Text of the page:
I assume working on a resumé and class assignments is something you can steer? For example if you say your concentration is only good for 2 hours, so-so for the 3rd, I'd keep the first stint down to an hour, then at least a half hour break before you do the 2nd hour, then the 3rd hour could be more concentrated and you might manage a 4th or even 5th hour too. I'd track your times and concentration maybe with an alarm. You could vary the work, e.g. down to 30 or 20 mins and the break times accordingly. I'd aim on never going

2️⃣ Secondly, I'd increase your mental energy by focusing on improving sleep. There's so much to say there that I'd prefer to ask first how your sleep is and what you'd want to improve about it.

3️⃣ Third, I'd try the supps for brain fog I'd already suggested to you here, if you haven't already.

4️⃣ Fourth, brain fog is often similar to ADHD, so we can use techniques and strategies from there, see here. One of them is clearer structuring, like I've done here by putting big numbers up front.

5️⃣ Fifth, since your situation is tough you may be getting stress and anxiety increasing brain fog, a vicious circle, so it'd then be important to target these similarly with sleep, supps & relaxation methods. Imagining full-time work is a mountain for you at the moment. Best eat the elephant one bite at a time.

6️⃣ Sixth, as regards additional puzzles to keep the brain active: What I'm working on is enough of a puzzle, any additional ones would put more of a strain on me personally. But I'd try to identify some of what I'm working on as a pleasant puzzle, to do when it's getting tough, that'd be one kind of task-switching I meant above in #1. Another would be to do completely different things, but also necessary, in breaks.
 

cookiebaker

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as regards additional puzzles to keep the brain active: What I'm working on is enough of a puzzle, any additional ones would put more of a strain on me personally.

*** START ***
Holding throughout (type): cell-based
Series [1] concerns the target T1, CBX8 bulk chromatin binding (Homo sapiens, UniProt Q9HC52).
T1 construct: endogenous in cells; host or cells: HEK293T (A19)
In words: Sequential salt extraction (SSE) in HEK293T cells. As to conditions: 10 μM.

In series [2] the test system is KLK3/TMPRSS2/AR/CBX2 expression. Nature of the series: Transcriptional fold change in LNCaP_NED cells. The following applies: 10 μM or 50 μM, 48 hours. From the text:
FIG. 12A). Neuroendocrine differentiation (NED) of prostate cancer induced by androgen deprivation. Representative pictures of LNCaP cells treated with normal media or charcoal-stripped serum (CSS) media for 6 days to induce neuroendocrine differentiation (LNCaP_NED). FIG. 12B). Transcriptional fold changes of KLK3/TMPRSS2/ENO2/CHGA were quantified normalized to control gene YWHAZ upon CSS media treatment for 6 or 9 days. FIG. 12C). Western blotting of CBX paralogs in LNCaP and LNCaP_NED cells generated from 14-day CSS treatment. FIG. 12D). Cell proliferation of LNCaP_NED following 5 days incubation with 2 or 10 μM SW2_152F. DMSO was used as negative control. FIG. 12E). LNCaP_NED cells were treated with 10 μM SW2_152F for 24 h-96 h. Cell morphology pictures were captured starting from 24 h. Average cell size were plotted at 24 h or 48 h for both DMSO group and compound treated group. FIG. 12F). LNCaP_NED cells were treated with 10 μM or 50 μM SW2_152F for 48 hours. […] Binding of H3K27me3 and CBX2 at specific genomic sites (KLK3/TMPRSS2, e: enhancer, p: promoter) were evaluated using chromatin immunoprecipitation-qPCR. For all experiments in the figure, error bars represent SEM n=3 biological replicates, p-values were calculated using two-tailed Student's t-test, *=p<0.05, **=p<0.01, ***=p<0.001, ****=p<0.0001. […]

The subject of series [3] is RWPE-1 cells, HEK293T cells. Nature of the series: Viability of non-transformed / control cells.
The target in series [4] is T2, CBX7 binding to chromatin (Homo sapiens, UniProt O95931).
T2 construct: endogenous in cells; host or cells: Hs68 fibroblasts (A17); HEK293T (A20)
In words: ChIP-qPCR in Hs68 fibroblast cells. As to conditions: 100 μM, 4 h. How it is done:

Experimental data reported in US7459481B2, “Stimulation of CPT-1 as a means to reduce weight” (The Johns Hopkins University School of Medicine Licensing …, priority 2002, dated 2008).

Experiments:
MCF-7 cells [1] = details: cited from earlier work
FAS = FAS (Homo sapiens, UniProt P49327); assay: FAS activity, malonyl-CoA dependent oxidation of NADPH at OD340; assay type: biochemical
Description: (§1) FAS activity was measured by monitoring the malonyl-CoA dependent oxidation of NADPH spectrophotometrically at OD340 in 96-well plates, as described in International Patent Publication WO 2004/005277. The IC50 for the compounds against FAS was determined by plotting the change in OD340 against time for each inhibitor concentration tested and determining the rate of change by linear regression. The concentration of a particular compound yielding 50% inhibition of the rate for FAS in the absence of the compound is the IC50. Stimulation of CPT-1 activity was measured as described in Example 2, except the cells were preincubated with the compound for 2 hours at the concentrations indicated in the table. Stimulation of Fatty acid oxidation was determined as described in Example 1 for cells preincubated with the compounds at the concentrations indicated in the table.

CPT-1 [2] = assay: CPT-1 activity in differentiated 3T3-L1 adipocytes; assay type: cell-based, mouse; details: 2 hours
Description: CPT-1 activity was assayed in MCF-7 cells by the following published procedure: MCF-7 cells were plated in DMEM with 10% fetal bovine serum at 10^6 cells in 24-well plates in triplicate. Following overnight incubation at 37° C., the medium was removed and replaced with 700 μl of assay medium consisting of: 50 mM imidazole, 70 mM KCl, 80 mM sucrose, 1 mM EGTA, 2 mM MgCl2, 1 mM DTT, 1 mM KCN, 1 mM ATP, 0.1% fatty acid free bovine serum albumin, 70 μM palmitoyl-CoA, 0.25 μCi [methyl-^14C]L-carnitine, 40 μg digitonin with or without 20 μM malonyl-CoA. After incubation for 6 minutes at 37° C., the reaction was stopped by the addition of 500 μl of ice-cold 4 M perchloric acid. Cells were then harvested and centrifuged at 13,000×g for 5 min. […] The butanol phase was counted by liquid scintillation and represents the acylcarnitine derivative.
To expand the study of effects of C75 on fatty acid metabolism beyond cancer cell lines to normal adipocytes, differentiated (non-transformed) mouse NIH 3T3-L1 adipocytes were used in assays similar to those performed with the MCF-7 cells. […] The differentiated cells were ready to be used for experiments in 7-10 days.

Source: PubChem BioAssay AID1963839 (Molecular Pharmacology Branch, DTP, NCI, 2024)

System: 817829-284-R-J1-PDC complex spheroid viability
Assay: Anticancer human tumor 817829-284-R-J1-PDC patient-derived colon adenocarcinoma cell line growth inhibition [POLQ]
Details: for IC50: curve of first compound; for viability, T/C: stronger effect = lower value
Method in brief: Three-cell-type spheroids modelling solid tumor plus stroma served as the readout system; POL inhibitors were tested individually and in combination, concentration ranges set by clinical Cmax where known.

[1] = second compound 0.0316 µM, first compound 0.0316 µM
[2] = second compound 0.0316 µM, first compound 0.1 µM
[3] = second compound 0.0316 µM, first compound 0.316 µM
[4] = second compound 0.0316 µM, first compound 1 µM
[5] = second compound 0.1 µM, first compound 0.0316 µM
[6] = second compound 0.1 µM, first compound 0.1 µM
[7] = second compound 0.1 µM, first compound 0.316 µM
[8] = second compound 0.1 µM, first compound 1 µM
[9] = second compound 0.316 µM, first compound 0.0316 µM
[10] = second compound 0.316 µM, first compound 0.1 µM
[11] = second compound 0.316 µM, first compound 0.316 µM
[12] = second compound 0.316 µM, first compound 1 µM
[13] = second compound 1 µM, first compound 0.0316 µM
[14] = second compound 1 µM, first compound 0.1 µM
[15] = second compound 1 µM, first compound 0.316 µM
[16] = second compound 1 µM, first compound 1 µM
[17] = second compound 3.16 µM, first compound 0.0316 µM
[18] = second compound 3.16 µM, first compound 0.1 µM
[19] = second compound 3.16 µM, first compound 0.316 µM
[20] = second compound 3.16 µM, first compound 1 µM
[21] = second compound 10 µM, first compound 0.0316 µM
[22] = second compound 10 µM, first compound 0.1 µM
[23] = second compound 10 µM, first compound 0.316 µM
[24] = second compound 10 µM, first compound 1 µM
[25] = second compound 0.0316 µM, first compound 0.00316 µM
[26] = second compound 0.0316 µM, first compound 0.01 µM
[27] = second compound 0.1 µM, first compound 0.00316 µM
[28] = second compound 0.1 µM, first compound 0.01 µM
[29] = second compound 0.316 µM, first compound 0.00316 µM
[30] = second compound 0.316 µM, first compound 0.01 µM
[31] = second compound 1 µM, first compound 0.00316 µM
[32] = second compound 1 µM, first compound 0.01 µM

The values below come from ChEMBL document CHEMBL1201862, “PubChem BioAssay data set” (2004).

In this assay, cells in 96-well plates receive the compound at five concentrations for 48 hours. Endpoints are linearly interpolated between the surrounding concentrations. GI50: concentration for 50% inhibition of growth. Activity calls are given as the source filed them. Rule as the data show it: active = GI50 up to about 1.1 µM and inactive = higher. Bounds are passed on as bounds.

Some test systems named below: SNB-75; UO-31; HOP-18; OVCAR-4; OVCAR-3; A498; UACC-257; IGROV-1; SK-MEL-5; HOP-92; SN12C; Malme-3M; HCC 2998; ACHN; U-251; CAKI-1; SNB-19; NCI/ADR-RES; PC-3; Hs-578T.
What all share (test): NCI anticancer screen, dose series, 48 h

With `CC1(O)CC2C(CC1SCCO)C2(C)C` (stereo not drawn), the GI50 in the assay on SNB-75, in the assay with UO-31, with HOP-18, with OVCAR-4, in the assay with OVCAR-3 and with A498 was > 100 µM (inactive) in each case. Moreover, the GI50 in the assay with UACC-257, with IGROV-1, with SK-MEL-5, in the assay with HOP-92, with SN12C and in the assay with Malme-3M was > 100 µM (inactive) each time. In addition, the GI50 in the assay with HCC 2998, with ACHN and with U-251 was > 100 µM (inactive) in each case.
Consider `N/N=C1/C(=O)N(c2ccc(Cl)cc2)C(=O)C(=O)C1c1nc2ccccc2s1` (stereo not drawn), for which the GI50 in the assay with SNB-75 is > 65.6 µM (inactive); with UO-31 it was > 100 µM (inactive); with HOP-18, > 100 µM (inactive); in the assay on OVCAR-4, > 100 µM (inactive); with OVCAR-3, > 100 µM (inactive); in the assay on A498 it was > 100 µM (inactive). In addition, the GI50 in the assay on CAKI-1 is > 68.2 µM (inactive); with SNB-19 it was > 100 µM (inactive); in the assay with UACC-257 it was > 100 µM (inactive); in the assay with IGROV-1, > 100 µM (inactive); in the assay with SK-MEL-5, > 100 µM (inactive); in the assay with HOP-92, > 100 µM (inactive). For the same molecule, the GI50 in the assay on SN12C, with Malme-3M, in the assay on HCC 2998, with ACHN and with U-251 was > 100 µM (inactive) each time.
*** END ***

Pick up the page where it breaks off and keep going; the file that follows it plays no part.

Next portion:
the idea of the puzzles is not to add stress, but more a relaxation thing, yet still keeping the brain active... sounds counterintuitive, but it is kind of a "mindless" activity, even tho it makes the brain work - does that make sense? which game i play depends on how i feel at the time...
I can play solitaire for hours, and not really think about it... it is my "go to" game when i need something to do, but dont want to think too much. I use it a lot when i wake up during the night and cant go back to sleep... rather than toss & turn and disturb my partner, i get up, go to another room, turn the screen brightness way down and play until i am tired enough to go back to sleep.

I'm very discouraged even trying to imagine working 40, or even 30 hours per week!
Stop thinking about this so much.. think more about what you need to do today, here and now - the next 5-10 minutes. Worrying about the future is a waste of time and energy, and causes more stress and anxiety. No one knows what the future will bring. Yes, making general plans for a future is ok - like continuing your education, or saving money if possible... but trying to imagine things beyond the next day or two is pointless. Why, you ask? Because by the time that "future" gets here, your circumstances will most likely have changed from what they are today. Could be better, could be worse, might be the same, but doubtful...
If I had known 5 yrs ago where I would be today, what my circumstances would be, I would have given up right then and there - and missed out on a lot of good things that have happened over those same 5 yrs.. things I had no idea about at the time.

As soon as I start to make headway on my resume or class assignments, I hit a wall. I only have a few good hours of brain power per day
I have found that trying to do everything in one continuous session is usually counter-productive. I run out of steam that much faster. But if I break it down into smaller chunks, i can usually manage to get a fair bit accomplished. Spend 10-15 minutes (maybe 30 at most) on one thing, then either take a break, or switch to something else that requires less brain power. Use a timer if you need to, just try not to spend too long on one thing.
Even just 5 minutes of simply sitting back, closing my eyes, measured breathing & focused muscle relaxation techniques can make a huge difference for me. Sometimes those same 5 minutes might involve simple stretching to keep the body from getting too stiff. If it is a nice day out, i might go outside and walk around in the yard for a few minutes, or simply sit on the back steps and just enjoy the fresh air for a few minutes.
 

JayCS

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puzzles is not to add stress, but more a relaxation thing, yet still keeping the brain active
Ah, now I get it. For me that's forum-"work" ;-) as opposed to my real work... Like I'd called task switching.
 

MissMarvel87